Every adventure begins with the first step. I’d taken mine when I’d started tinkering around with Ancestry.com and FamilySearch.org. My next step was also a pretty simple one. Two parents meant four different families to research. Which one first? I’d already decided to limit my search to just one family. I had a feeling that keeping track of potentially hundreds of names from one family would be enough of a challenge. I didn’t feel up to the task of keeping tracks of names and dates for more than one family at a time.
My decision was an easy one. I already had two generations of Sheffey’s. It made sense to limit myself to the Sheffey family tree. Two generations had already yielded 11 people: my paternal grandfather, his seven brothers and sisters and his father, Daniel Sheffey. This quick search had already taken me back to 1844, the year Daniel Sheffey was born. This information came from the 1880 Census for Wythe, Virginia.
Census returns can be a blessing and a source of frustration. It is the proverbial double edge sword. However, they can provide essential clues. The Eighteenth and Nineteenth Centuries had a rigid classification system for blacks. While inconsistently applied, the word ‘Mulatto’ did have significance, especially on census returns. The word ‘Mulatto’ appeared against the entries for Daniel Henry Sheffey and his children. This signified that at some point I would come across White ancestors. I’ll explain in a future post about how you can use citations of ‘Black’ and ‘Mulatto’ to assess whether or not two family groups sharing the same surname are directly related – or not.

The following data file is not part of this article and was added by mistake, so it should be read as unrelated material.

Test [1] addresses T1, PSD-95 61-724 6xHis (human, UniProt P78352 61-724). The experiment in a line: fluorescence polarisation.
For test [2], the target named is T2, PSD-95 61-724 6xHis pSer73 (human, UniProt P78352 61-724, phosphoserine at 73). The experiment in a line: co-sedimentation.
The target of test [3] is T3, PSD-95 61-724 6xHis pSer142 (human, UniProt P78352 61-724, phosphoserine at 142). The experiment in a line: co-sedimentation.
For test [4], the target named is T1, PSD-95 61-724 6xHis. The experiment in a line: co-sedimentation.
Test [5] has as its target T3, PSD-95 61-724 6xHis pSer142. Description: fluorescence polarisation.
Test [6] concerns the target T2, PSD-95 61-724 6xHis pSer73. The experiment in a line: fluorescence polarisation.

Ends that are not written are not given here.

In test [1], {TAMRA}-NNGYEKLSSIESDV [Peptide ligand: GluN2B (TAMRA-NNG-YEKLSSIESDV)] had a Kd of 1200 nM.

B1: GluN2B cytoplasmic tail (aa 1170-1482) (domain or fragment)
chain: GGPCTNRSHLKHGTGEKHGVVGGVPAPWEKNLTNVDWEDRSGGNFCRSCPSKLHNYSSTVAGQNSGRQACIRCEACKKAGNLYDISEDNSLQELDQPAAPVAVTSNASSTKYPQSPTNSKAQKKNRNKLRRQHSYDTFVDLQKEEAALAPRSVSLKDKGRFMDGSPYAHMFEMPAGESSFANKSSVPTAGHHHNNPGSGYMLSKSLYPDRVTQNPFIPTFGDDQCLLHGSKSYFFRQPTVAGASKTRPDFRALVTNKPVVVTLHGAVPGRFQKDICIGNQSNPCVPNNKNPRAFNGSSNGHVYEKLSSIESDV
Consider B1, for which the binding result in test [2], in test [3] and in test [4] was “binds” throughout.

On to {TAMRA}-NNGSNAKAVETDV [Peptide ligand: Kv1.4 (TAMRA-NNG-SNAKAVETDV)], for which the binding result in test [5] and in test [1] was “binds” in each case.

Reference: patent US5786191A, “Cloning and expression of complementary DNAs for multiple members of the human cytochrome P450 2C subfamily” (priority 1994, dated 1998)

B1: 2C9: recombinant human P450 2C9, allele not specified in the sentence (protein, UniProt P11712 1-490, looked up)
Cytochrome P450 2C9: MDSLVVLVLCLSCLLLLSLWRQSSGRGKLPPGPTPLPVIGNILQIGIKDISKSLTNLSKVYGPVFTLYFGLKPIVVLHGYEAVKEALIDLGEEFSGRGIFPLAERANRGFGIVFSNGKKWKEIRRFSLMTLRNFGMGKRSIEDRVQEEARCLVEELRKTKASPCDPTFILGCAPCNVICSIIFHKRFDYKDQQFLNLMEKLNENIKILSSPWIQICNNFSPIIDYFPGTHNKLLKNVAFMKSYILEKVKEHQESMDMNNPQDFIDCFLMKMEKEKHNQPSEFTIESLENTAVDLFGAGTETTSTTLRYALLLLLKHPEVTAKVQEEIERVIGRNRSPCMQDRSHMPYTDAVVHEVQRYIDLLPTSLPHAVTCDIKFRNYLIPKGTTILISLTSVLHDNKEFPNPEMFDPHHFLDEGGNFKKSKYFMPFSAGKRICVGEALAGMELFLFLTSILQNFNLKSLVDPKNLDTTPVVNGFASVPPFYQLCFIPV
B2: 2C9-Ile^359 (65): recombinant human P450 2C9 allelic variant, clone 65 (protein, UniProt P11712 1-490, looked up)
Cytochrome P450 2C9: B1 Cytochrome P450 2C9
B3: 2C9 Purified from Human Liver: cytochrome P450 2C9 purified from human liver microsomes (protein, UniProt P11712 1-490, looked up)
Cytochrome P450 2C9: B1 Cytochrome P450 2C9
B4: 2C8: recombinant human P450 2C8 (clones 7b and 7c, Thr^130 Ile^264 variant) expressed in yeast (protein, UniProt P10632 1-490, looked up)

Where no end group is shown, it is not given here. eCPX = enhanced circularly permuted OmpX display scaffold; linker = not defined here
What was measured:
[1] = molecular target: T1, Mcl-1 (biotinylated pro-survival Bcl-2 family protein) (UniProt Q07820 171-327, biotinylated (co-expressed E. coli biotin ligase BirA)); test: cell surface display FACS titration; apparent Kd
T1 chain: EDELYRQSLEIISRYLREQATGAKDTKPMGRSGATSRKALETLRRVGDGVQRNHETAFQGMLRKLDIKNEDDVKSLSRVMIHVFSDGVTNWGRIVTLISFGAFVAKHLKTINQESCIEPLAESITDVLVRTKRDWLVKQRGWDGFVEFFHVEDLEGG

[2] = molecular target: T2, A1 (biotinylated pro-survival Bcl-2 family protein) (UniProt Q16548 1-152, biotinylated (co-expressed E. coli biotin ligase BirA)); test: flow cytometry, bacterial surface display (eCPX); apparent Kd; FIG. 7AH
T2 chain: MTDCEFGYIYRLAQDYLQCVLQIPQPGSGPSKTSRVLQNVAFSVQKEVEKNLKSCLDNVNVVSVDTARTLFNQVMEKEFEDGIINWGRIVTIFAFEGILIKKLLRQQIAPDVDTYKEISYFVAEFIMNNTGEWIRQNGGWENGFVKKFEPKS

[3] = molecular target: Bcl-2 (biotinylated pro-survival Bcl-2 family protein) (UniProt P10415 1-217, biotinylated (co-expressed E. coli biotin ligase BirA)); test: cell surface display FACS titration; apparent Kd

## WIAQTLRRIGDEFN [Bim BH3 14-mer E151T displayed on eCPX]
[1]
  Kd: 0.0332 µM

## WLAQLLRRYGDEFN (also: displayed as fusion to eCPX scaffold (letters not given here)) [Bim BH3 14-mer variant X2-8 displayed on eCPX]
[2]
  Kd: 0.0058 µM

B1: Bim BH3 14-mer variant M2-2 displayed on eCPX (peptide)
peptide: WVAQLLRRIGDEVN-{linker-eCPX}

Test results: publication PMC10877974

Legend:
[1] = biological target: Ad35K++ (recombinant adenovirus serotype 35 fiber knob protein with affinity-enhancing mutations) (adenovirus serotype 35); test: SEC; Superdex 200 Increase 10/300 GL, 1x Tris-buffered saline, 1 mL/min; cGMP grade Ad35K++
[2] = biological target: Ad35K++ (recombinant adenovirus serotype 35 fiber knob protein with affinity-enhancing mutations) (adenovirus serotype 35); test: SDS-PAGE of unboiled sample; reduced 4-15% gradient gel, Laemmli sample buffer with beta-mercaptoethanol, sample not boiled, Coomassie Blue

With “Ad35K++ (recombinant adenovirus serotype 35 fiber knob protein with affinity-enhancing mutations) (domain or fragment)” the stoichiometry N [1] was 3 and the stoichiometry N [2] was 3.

The spelling of Christian names and surnames can be equally funny and frustrating. I don’t know what talents or experience a Nineteenth Century census taker needed to get the job. Spelling doesn’t seem to have been a requirement. And they don’t seem to have been inclined to ask how names were spelled So a name like Absolom can appear as Absalam, Absolam or Abslam. So across a number of census returns, the same person can have his or her name spelled in many different ways. I’ll share some tips about this too in the future.
There are other clues to help you as you take your first steps in searching your family’s roots: date of birth, county of birth, county of residence to name a few. I’ll do a few posts to explain how and why each of these are important.
So my first steps started with Daniel Sheffey, a Mulatto born 1844 in Wytheville, Virginia, and his children. Finding details about his parents was the first priority.